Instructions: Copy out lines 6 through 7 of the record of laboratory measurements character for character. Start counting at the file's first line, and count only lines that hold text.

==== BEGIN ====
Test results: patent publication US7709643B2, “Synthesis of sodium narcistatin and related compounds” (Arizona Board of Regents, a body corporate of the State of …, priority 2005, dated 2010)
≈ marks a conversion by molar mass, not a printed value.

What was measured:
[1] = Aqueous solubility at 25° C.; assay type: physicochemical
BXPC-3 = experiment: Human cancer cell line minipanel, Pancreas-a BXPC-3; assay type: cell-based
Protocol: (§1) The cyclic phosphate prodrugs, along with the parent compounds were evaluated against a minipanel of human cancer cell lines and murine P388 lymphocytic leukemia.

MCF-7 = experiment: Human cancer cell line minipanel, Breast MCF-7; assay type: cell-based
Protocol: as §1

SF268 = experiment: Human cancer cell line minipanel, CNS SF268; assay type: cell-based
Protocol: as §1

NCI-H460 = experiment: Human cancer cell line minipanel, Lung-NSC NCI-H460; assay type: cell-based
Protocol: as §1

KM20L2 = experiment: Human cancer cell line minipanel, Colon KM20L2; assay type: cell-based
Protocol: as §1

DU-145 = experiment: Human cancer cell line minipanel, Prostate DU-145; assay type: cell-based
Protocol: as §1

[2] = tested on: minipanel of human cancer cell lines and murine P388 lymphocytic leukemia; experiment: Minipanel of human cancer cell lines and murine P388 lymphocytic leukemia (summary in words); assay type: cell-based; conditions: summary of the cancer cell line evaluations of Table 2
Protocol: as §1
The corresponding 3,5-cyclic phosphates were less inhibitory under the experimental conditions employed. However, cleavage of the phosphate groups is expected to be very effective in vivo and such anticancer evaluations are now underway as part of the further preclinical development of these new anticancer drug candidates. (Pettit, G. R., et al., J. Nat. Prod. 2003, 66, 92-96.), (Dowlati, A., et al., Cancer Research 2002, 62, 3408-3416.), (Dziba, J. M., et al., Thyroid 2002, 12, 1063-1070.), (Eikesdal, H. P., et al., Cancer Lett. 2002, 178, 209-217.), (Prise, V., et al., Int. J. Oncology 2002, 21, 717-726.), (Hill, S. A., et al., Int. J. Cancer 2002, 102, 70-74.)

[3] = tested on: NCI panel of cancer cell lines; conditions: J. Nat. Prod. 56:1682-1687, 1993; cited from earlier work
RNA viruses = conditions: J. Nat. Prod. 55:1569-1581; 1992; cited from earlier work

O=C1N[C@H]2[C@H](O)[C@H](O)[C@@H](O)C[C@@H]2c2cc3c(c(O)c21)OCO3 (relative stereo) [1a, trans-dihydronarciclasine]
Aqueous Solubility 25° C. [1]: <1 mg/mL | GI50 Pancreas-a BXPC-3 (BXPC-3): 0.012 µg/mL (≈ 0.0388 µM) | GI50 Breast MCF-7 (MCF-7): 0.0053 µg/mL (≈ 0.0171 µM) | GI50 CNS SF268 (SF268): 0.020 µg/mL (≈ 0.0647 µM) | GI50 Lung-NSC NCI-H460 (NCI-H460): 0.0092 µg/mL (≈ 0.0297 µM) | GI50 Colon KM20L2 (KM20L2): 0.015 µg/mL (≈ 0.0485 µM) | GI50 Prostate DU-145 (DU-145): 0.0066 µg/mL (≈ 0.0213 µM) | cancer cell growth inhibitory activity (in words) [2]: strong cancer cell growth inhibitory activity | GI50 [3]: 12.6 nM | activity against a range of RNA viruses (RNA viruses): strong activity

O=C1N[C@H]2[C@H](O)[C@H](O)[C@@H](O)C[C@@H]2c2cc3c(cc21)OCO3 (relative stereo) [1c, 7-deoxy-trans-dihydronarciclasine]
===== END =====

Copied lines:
Protocol: (§1) The cyclic phosphate prodrugs, along with the parent compounds were evaluated against a minipanel of human cancer cell lines and murine P388 lymphocytic leukemia.

MCF-7 = experiment: Human cancer cell line minipanel, Breast MCF-7; assay type: cell-based